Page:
Posted by on February 6, 2014 in Aboriginal, EFFINCUE, environment, indigenous, tropical weather & climate, wildlife and animals, Wildlife Martin Cohen

 

Tags: , , , , , , , , , , , , , , ,

THE CAIRNS ESPLANADE – A WORLD FAMOUS BIRD WATCHING LOCATION

DSC_0273ABC Far North wildlife correspondent Martin Cohen and I have travelled far and wide this year to observe the amazing birds and animals of far north Queensland. One of the best things about living in FNQ is that you don’t have to travel very far from home to see wildlife. In fact one of the best spots is right in the heart of the Cairns CBD – the Cairns Esplanade.

The Nard, as old time Cairns locals call it, is famous the world over as a great birdwatching spot. On any day you’ll meet bird-watchers from many nations there, equipped with some amazing cameras and scopes, marvelling at the birds that come in looking for food in the mud flat when the tide is just right. Pelicans, egrets, terns, all sorts. LISTEN to Martin talk about what you might see here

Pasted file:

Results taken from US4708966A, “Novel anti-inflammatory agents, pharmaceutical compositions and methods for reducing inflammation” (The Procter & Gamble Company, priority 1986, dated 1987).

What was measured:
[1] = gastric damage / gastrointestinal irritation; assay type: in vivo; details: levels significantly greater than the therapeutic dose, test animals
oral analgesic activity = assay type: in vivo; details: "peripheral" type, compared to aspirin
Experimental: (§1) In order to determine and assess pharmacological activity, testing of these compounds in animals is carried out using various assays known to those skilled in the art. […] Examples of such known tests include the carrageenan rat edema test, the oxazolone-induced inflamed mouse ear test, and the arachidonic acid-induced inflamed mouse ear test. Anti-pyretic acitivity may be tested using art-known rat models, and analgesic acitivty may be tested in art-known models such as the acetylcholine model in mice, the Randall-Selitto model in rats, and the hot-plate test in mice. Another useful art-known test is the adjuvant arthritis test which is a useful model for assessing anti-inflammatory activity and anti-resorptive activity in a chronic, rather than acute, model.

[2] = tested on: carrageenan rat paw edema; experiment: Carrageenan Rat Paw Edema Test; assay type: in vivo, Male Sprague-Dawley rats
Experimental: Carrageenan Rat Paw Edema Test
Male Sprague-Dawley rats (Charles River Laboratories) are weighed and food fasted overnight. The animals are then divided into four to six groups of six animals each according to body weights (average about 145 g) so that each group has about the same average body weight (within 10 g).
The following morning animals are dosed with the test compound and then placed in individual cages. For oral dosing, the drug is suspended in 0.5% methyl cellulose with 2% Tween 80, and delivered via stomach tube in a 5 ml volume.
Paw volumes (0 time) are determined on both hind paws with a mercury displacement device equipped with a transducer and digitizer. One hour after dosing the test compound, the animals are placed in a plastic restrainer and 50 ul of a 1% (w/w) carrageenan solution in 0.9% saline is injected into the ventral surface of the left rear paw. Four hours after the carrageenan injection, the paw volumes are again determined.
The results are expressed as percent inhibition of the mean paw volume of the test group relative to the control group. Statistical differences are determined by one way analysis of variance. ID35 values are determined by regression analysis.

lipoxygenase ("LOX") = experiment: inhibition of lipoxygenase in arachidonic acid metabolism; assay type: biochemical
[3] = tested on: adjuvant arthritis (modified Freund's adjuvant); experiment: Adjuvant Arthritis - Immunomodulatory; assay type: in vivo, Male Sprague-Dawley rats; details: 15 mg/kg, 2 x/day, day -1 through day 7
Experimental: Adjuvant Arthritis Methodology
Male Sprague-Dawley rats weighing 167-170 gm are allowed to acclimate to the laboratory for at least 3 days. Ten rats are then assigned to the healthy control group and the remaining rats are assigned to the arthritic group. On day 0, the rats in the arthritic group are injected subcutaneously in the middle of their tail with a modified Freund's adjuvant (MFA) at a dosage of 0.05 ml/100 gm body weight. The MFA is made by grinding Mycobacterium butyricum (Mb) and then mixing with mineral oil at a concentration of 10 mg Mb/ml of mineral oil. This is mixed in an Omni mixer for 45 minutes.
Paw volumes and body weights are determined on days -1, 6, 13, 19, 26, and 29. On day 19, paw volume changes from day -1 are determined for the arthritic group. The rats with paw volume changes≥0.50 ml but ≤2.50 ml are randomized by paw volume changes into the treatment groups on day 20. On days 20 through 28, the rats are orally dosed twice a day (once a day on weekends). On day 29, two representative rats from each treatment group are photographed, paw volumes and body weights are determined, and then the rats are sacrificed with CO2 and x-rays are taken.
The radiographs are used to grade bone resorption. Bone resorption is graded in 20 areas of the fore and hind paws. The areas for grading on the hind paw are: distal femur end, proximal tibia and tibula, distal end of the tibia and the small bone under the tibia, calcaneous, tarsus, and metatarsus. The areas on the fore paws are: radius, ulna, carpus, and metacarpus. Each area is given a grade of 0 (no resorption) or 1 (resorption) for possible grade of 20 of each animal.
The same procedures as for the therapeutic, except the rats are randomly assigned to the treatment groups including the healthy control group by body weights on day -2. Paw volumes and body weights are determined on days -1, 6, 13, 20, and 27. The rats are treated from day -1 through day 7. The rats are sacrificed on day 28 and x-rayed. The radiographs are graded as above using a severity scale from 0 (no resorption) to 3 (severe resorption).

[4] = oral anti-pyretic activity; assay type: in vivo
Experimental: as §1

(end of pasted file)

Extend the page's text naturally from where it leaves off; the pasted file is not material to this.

Dr Martin Cohen is ABC Far North wildlife correspondent. Hear him on radio Wednesday afternoons at 445 or search for him on your podcast ap

This slideshow requires JavaScript.

 
Comments Off on THE CAIRNS ESPLANADE – A WORLD FAMOUS BIRD WATCHING LOCATION

Posted by on November 13, 2013 in Cairns Queensland, EFFINCUE, wildlife and animals, Wildlife Martin Cohen

 

Tags: , , , , , , , , , ,

RIVERSLEIGH FOSSIL FIND PROVES GIANT PLATYPUS ONCE ROAMED NORTH QUEENSLAND

platypIt’s an improbable creature that seems to be built of spare parts from other species. The platypus is a semi-aquatic mammal, but it lays eggs. That makes it one of only five monotremes – mammals that lay eggs instead of giving birth. Early Europeans in Australia didn’t know what to make of it – a duck bill, beaver tail, feet like an otter and a spur on the hind leg that delivers a potent venom. So improbable was this creature that British scientists in the late 1700s thought it was a hoax.

But we know otherwise. This unique creature is very real, and up close, very cute. But watch out for that spur. They’re a common site in some far north Queensland waterways. I often see them at the creek near the Chinese temple at Atherton. They’re a fairly small creature, but that wasn’t always the case.